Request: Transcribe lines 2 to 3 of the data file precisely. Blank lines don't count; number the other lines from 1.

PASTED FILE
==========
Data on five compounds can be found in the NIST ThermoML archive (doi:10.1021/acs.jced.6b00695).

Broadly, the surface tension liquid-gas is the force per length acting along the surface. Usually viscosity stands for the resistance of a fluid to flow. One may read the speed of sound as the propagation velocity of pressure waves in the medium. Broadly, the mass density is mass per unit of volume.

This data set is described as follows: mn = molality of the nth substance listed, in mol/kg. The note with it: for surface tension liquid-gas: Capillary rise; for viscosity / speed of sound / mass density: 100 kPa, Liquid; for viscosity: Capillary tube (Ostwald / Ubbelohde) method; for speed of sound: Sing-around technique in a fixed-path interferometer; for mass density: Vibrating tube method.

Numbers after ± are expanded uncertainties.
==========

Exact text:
Broadly, the surface tension liquid-gas is the force per length acting along the surface. Usually viscosity stands for the resistance of a fluid to flow. One may read the speed of sound as the propagation velocity of pressure waves in the medium. Broadly, the mass density is mass per unit of volume.

This data set is described as follows: mn = molality of the nth substance listed, in mol/kg. The note with it: for surface tension liquid-gas: Capillary rise; for viscosity / speed of sound / mass density: 100 kPa, Liquid; for viscosity: Capillary tube (Ostwald / Ubbelohde) method; for speed of sound: Sing-around technique in a fixed-path interferometer; for mass density: Vibrating tube method.